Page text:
The Real History of Science Fiction: Sci-Fi Superstars in Upcoming BBC Show


Set to premiere in the US on 19th April, BBC America has announced that it’s making a show so exciting that we may have to consider demanding license fee refunds if it doesn’t come over here in some form too. The Real History of Science Fiction is a look into the themes and ideas that have inspired countless sci-fi stories on page and screen, featuring a stellar and intergalactically diverse cast of “experts”. Trekkie or Whovian, you’re definitely not going to want to miss this.

Published yesterday, the official press release provides an episode break-down, as well as short bios for the series’ impressive list of guest stars, including the likes of Neil Gaiman, William Shatner, Nathan Fillion, David Tennant, Karen Gillan, Ursula K. Le Guin, Steven Moffat, Christopher Lloyd, Brian Aldiss, Anthony Daniels, John Landis and Gale Ann Hurd (list by no means exhaustive). The series, which already has its own website full of interesting sci-fi trivia, is described as a delve, 

“into the real history of science fiction with filmmakers, writers, actors and graphic artists looking back on their experiences and on how their obsession and imagination has taken them into the unknown.”

Themed around “Robots”, “Space”, “Invasion” and “Time”, each of the four episodes will be narrated by Doctor Who’s and Sherlock’s Mark Gatiss, who is no stranger to these kind of niche documentary series: as anyone who’s seen his History of Horror, Horror Europa, or M.R. James: Ghost Writer programmes will know, he’s often at his best when indulging his inner fanboy in this way. According to the press release, Gatiss will seek to explain “why science fiction is not merely a genre… for its audience it’s a portal to a multi-verse – one that is all too easy to get lost in.” 

Gatiss isn’t the only one to have got lost in a genre fiction portal, however: the show’s Executive Producer, Michael Poole, seems to share his fascination with the dark, fantastic and futuristic, having worked on Gatiss’s previous documentaries as well as on several other nerd-relevant programmes such as Comics Britannia, Baker Street Babylon: The Bizarre Afterlife of Sherlock Holmes and Hollywood’s Master of Myth: Joseph Campbell – The Force Behind Star Wars. Ben Southwell (Top Gear, Timeshift) will act as producer.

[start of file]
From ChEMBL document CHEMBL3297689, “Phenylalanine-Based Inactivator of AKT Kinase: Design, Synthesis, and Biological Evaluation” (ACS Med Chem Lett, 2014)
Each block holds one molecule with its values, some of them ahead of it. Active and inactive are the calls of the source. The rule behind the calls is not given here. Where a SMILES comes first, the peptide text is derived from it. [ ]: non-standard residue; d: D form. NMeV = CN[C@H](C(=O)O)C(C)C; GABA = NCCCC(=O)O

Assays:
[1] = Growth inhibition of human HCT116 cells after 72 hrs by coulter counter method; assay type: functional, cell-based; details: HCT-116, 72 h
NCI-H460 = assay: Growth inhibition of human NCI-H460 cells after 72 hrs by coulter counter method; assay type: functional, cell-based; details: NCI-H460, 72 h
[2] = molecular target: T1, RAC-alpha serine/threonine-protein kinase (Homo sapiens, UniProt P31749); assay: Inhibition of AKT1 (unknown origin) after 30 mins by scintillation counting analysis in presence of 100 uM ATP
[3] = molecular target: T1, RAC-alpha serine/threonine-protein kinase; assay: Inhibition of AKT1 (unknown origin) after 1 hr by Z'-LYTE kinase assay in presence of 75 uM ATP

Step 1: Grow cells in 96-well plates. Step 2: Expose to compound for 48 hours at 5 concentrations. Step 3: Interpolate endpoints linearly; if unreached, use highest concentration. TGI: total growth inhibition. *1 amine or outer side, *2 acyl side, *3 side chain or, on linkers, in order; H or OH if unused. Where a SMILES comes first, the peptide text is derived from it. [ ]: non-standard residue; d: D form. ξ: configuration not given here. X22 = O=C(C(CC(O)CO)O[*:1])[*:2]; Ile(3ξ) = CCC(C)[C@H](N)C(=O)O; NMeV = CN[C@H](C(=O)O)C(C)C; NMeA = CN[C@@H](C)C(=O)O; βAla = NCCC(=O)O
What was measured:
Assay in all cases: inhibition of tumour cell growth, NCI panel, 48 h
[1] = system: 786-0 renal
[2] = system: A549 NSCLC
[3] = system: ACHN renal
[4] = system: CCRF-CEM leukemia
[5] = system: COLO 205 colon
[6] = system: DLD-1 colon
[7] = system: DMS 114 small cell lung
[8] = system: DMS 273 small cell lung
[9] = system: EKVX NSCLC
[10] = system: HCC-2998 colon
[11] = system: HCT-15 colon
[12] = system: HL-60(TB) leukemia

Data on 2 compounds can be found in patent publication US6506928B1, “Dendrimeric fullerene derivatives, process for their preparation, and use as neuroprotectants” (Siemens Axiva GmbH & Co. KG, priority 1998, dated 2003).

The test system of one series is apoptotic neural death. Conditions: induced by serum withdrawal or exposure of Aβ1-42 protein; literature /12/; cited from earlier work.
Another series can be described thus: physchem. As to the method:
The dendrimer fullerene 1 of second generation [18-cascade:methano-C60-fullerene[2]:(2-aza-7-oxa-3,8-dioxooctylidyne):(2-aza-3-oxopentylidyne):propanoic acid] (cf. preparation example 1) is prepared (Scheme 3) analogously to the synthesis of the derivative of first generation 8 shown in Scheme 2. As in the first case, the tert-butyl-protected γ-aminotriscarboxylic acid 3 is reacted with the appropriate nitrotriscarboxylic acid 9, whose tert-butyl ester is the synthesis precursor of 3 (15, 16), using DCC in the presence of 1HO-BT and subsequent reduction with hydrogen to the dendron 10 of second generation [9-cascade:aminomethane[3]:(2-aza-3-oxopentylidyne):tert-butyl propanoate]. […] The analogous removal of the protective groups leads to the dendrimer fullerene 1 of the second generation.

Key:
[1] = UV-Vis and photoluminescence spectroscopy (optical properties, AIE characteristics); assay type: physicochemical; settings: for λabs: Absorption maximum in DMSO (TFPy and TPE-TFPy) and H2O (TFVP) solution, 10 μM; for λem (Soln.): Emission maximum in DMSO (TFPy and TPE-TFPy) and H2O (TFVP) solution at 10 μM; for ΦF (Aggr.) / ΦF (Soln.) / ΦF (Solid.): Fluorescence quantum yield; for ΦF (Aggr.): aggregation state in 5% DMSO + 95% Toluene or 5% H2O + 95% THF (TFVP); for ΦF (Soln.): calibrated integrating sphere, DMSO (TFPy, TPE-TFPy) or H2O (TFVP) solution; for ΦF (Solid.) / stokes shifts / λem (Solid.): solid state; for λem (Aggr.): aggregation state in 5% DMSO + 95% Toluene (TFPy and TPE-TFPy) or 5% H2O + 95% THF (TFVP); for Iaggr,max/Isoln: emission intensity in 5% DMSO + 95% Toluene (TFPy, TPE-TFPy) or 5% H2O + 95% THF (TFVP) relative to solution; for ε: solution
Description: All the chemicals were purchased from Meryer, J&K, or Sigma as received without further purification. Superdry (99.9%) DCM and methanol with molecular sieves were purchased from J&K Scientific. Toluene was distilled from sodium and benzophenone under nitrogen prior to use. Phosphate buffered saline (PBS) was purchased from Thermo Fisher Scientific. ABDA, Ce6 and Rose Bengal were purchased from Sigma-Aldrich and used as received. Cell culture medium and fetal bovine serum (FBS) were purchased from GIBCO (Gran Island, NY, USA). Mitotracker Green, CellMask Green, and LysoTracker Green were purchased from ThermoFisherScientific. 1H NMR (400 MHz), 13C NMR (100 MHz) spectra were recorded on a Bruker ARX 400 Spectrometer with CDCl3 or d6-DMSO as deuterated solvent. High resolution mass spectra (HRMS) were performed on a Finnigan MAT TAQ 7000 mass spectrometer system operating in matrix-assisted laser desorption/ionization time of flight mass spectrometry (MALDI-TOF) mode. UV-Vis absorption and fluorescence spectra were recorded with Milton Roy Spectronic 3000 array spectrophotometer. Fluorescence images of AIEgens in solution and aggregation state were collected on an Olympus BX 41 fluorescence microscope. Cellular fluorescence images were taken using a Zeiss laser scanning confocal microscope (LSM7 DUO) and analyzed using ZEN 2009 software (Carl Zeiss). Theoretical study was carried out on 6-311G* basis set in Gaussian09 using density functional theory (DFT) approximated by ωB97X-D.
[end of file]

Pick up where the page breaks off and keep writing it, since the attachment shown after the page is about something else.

The full episode synopses and premiere dates are listed below:


What if our creations turn against us?  The idea of creating life has fascinated society since the earliest days of science fiction. The first installment of the four-part series, Robots transports viewers from the first steps of Frankenstein’s monster to the threat provided by the Terminator and the world of Cyberspace. Find out how Rutger Hauer created one of the greatest speeches in all of science fiction for Blade Runner. Discover from Kenny Baker the challenge of acting in Star Wars while inside the body of R2D2, and learn how Anthony Daniels was drawn to the role of C-3PO by concept art modeled closely on the robot from the silent classic Metropolis. Douglas Trumbull (2001: A Space OdysseyBlade Runner) discusses how he managed to create a whole new approach to robot design. The creators of the original Robocop describe how its hidden depths have given it enduring appeal and William Gibson reveals the origins of his seminal novel Neuromancer. From HAL in 2001: A Space Odyssey to the Cylons of the reimagined Battlestar Galactica and the world of The Matrix, this is a journey that asks – what does it mean to be human?

Episode 1 premieres Saturday, April 19, 10:00pm ET